Place-Based Readings Toward Disrupting Colonized Literacies: A Métissage

Adrian Downey, Rachael Bell, Katelyn Copage, Pam Whitty

Abstract


Working from the premise that learning to live well in our places is quickly becoming a necessity of human survival, in this article we weave together divergent experiences of our shared place, the Wabanaki Confederacy or Eastern Canada, and literatures and literacies of that place. This article is methodologically framed using the concept of “métissage” as it has been taken up in Canadian curriculum studies as a form of intertextual life writing. Through our métissage, we are ultimately concerned with theorizing the idea of reading place—making sense of the ways in which settler colonialism has historically made, and continues to make, itself felt on Land. The idea of reading place, however, also demands that we actively engage in disrupting the normativity of settler colonial presence on Land—particularly as manifest through literature and literacy. Toward speaking back to the normativity of this settler colonial presence, the authors draw on divergent pedagogical and literary practices toward ensuring indigenous futurities.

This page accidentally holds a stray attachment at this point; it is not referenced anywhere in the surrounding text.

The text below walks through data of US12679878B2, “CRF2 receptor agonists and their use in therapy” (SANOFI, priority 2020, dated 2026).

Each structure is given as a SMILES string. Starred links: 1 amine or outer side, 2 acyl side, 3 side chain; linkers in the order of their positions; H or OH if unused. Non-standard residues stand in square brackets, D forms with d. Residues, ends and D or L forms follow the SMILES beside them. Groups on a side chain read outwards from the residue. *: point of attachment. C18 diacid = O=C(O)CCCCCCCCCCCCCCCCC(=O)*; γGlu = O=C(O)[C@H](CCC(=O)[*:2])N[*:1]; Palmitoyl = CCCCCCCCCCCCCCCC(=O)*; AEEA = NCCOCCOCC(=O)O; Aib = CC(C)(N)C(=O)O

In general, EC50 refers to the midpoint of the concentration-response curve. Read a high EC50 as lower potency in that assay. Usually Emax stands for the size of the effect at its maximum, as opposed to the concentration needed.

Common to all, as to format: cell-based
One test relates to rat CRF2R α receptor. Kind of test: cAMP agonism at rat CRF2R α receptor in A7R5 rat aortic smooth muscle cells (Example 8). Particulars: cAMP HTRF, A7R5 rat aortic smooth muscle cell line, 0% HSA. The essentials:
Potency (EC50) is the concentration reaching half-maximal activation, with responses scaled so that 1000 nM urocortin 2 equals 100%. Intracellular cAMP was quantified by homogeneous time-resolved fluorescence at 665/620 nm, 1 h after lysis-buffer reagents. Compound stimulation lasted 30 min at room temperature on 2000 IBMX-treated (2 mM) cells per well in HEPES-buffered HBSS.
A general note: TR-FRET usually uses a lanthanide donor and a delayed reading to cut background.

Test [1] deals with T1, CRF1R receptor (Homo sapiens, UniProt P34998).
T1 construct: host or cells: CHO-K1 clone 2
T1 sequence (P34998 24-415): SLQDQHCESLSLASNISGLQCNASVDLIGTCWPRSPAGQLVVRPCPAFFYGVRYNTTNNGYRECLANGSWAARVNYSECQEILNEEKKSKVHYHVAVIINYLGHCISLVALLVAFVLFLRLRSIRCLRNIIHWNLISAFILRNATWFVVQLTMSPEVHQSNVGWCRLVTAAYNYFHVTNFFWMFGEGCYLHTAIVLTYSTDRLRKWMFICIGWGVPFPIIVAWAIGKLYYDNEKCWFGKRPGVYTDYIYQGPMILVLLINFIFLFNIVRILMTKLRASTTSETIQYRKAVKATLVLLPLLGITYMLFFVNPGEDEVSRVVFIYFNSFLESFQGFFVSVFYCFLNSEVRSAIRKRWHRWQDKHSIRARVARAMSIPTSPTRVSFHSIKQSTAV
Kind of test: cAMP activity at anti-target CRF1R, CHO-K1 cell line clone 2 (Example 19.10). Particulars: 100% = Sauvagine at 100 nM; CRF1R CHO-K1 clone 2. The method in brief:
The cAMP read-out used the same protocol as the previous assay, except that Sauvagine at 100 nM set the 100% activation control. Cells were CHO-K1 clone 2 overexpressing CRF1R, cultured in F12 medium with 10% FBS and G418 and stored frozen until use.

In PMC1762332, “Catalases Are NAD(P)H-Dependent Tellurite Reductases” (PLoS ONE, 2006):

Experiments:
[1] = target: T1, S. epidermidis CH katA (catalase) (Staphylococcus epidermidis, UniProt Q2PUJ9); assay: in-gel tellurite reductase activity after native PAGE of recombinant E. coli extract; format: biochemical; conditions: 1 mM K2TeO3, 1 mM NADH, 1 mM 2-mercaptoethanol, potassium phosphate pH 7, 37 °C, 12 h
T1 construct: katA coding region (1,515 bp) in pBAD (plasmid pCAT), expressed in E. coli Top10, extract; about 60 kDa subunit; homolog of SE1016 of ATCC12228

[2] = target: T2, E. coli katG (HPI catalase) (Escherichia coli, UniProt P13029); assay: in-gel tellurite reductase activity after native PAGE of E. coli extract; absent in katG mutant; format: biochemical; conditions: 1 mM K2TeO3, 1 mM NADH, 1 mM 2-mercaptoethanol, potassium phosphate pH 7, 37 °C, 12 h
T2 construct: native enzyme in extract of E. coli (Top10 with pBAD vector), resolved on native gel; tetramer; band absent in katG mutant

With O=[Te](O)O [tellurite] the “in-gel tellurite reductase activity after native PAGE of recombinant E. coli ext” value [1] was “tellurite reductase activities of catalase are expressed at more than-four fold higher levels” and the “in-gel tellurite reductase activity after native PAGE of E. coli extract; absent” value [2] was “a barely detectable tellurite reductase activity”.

Keywords: settler colonialism; literacies of the land; literacy


Keywords


Settler colonialism; literacies of the land; literacy;

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